"It (Phaeton) will be an attractive product, offered with the choice of a petrol W12 engine and a 10-cylinder diesel with 750Nm," Wittig says. "We will build a personal relationship with the customer by allowing them to follow their car on the production line or via the Internet. One-third of our customers may take up this offer."

Wittig said VW expects to shift about 10,000 Phaetons during the first 12 to 18 months. Incidentally, the W12 engine is known as such because it is formed by mating together two narrow-angle V6s.

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The other significant newcomer in VW's product pipeline is a luxury off-roader, known for now as the Colorado. Sharing its underpinnings with the imminent Porsche Cayenne, Colorado will enable VW to take on the BMW X5 and Mercedes-Benz M-class in the burgeoning premium SUV segment.

The Magellan concept unveiled at the recent Detroit motor show provides an indication of what the final product will look like. It is expected to be offered with a wide choice of engines - ranging from a 2.8-litre V6 to a barnstorming 6.0-litre W12.

Also in the pipeline is a new-age Kombi van, and some clues to the proposed minibus may be found in the Microbus concept unveiled at last year's Detroit show.

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Meanwhile, Piech says VW's much-publicised "three-litre Lupo" (referred to as such because it consumes as little as three litres of fuel per 100km) is just a hint of things to come. "When will we see a two-litre (per 100km) car from VW?" he asks. "Never. We are aiming for one litre per 100km. My highest wish is to go home from the shareholders' meeting on April 16 on just 1.5 litres."

Not a bad feat considering he lives 160km from VW's Wolfsburg headquarters.

But what about the Golf - the car that has been VW's bread and butter for the past 25 years? Glad you asked. Expect the next-generation car, due in 2003, to grow in size and spawn and MPV (people-mover) variant. "The design for the next Golf is radical, but it was chosen simply because it was the best one put forward," design chief Hartmut Warkuss told AutoSpeed.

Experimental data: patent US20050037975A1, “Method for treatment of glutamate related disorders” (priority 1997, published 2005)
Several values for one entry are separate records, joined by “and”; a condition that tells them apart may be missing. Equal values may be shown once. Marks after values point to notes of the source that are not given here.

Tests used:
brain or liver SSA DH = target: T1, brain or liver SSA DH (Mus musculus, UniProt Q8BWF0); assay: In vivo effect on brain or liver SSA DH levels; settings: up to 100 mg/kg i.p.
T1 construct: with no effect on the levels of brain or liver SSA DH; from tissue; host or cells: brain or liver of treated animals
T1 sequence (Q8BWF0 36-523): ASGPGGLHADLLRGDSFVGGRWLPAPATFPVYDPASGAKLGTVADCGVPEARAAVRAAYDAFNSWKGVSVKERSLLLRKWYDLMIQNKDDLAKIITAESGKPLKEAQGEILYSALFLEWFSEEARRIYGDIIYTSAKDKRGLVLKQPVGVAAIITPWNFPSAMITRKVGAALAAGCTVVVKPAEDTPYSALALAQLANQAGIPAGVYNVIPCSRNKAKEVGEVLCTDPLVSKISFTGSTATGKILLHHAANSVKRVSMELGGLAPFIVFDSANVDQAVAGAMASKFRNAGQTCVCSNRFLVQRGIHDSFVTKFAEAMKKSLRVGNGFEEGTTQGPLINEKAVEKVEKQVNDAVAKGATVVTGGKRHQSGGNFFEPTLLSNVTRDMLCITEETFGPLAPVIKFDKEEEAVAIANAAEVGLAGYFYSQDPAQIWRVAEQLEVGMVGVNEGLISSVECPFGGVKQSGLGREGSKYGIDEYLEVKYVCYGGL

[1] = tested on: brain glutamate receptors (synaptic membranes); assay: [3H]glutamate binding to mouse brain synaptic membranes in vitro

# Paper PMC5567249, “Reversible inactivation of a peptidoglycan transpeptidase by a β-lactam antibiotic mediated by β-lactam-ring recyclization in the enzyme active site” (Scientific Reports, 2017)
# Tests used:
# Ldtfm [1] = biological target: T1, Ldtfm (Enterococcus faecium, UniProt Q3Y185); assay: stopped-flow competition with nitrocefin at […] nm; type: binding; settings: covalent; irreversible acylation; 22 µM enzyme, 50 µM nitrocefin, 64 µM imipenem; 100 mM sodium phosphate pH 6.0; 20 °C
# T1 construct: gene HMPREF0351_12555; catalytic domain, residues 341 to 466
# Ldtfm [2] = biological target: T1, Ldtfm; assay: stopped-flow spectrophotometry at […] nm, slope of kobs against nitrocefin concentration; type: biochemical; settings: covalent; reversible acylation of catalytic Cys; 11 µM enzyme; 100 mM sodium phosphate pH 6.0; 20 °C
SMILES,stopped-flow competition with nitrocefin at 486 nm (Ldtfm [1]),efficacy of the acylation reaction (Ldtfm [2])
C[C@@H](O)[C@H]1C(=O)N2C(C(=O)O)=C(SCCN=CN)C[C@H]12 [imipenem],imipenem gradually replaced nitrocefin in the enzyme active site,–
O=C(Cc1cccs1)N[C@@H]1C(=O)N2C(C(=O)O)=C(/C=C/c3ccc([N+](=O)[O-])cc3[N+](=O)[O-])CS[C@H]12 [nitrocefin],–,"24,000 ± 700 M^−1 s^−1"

Engine choices are expected to range from a 1.6-litre diesel to a 2.8-litre V6. Warkuss hinted the next-generation car may embrace the "tall-boy" styling that is increasingly becoming the norm among small cars. This should endow it with similar levels of interior space to Peugeot's recently released 307.

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"There is definitely a trend towards higher cars, but these have a penalty in terms of higher fuel consumption," Warkuss said. "EuroNCAP regulations for pedestrian protection mean it will be more difficult to build a lower, flatter car...but it will still be possible to come up with an emotional design.

"Ford has talked a lot about New Edge styling, but I personally don't think this trend will conquer the world. The trend we will see is clear, crystalline shapes with more edges and less rounded lines."

Apart from introducing an array of top-shelf products, Piech's other desire is to see at least two or three of the VW brands represented in top-level motorsport - with the exception of Formula One (he claims).

Expect to see Bentley pressing on with its Le Mans assault, while Spanish stablemate Seat gears up to tackle the European tin-top circuit. Also get set to see a hot 3.2-litre Golf (dubbed R32) with 4Motion all-wheel drive, 18-inch wheels and Audi RS4 brakes contesting series production racing. "The R32 Golf won't run away and hide, but it should do well on circuits that suit us," VW Group Australia spokesman Brad Leach says.

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The exciting Beetle RSi - which derives its motivation from a 3.2-litre V6 - is also intended for competition. Expect to see the bespoilered bug in action in the Targa Tasmania tarmac rally, piloted by Kiwi ace Steve Millen.

The Volkswagen Group is now placed at an exciting juncture. Piech has seen to it that the company is a profitable entity, largely as a result of its strength in the low and medium sectors of the market. VW, Skoda and Seat have all delivered the goods in this respect.

The challenge remaining now is for the European car-maker to show it can crack the potentially lucrative premium segment. The master plan it has in mind is for Seat to tackle Alfa Romeo, while Audi takes on BMW. But perhaps the toughest task is left to VW, which must beat Mercedes-Benz on its own playground.

The maker of the "dak dak" challenging Benzes? Who would have thought it possible even a decade ago?